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Lost History: Explorations in Nuclear Research, Vol. 3 Paperback – December 2, 2016
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About the Author
Steven B. Krivit is an author, investigative science journalist and international speaker who specializes in low-energy nuclear reaction (LENR) research. He is the leading author of review articles and encyclopedia chapters about LENRs, including invited papers for the Royal Society of Chemistry, Elsevier and John Wiley & Sons. He was an editor for the American Chemical Society 2008 and 2009 technical reference books on LENRs and editor-in-chief for the 2011 Wiley Nuclear Energy Encyclopedia. --This text refers to the Hardcover edition.
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Krivit has once again proven his ability to dig for facts and produce an easy-to-follow and well-told story. I have long considered myself fairly well-versed in the history of nuclear research. I have studied it and taught classes in it. But Krivit showed me that there was much that I did not know, and as it turns out, hardly anyone knew. He found pieces of history that had been truly lost, wove these pieces together based on the historical chronology, and produced a comprehensive picture of what turned out to be a significant era in nuclear research.
What struck me most is how difficult it has been in science to break through the barrier of accepted facts. It was once accepted fact that the earth was both flat and at the center of the universe — until someone proved it wasn't. Some of this early atomic research was dismissed and ultimately lost because the results did not fit the paradigm of what scientists "knew" to be true. Most scientists did not want to accept the research or try to reproduce the experiments for fear of being labeled alchemists, the ultimate stigma for scientists of the era. Our view of the world was expanded through the research in this lost history, but not everybody was willing to go along for the ride. I thoroughly enjoyed reading this fascinating book.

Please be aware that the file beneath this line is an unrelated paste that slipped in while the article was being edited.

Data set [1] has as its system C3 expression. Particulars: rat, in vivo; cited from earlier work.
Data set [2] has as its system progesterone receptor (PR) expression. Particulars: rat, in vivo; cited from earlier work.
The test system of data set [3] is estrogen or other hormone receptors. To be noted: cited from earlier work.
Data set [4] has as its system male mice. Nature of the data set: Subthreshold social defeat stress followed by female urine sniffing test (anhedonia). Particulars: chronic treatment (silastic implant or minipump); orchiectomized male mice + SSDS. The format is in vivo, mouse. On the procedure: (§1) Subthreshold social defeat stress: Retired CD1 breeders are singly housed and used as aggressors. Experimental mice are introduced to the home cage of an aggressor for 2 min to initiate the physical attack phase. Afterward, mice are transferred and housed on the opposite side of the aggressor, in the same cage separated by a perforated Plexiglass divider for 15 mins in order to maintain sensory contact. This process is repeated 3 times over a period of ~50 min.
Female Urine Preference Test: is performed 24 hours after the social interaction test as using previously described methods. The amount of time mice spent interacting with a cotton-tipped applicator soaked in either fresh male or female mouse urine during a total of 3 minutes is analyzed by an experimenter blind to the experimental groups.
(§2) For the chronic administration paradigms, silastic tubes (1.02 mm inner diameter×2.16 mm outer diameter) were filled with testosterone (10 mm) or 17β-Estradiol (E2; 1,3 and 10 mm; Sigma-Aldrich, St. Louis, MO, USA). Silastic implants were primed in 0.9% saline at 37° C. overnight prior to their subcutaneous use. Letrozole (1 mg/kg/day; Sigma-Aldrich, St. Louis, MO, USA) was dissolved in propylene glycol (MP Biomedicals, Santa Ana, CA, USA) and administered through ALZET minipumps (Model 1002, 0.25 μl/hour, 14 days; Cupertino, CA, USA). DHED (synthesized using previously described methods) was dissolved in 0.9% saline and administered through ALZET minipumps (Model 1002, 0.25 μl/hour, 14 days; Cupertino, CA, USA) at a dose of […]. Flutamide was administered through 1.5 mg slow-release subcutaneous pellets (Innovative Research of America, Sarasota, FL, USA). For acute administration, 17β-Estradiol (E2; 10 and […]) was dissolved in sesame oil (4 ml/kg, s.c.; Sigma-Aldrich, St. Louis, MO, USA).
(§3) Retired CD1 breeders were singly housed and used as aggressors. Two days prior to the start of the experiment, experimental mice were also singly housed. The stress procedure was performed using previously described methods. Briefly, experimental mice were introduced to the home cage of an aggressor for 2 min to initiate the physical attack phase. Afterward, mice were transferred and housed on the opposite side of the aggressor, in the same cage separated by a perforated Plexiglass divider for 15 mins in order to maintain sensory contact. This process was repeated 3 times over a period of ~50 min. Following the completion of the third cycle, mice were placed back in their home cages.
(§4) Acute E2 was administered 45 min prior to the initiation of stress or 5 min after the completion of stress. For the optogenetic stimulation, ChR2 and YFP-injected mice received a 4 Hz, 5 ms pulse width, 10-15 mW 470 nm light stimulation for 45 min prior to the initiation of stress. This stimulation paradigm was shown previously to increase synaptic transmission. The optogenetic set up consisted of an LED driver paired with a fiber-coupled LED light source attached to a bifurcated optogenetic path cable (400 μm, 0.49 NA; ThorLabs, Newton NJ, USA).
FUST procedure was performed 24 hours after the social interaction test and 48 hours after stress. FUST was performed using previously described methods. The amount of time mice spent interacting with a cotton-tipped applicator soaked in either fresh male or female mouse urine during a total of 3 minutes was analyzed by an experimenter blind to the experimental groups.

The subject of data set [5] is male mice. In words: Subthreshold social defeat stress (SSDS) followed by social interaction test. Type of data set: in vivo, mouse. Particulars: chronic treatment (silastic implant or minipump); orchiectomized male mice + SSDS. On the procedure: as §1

In other works, Krivit can be overly harsh in his criticism of scientists, but this work is entirely good-natured.
When it wasn't forbidden to search for elemental transmutations with the tools of chemistry, people found them.
But then as now people come in many flavors. Serious scientists. People who need funding. People who want to make lead in to gold. People who have a commercial product "almost ready" to do so.
And investors and research bureacrats, then as now, have to try to sort it all out, or in frustration throw the baby out with the bathwater.
At some point it was decided that physicists do transmutations, and chemists don't.
These stories predate that point. A particularly colorful period.
it is of special interest today because a few of the outrageous claims of transmutation are now commonplace in the laboratories of LENR researchers-- which provokes several questions: Who got there first? What else did they find out? What other simple and safe demonstrations of LENR exist to help elucidate its physical mechanism?
As scientists we are obliged to listen to Nature and allow her to overrule our ideology, no matter how well established the current models of physics may seem. Krivit's explorations are terrific evidence based roadmaps of the physics that is coming when the consensus that LENR can't happen is replaced by the expansion of physics to encompass another chunk of reality.
LOST HISTORY is a tale of how "political correctness" can trump scientific validity, and how readily reproducible results can draw researchers away from difficult avenues of investigation. It should be read by everyone who is responsible for funding scientific research--those who do not learn from the mistakes of the past are doomed to repeat them.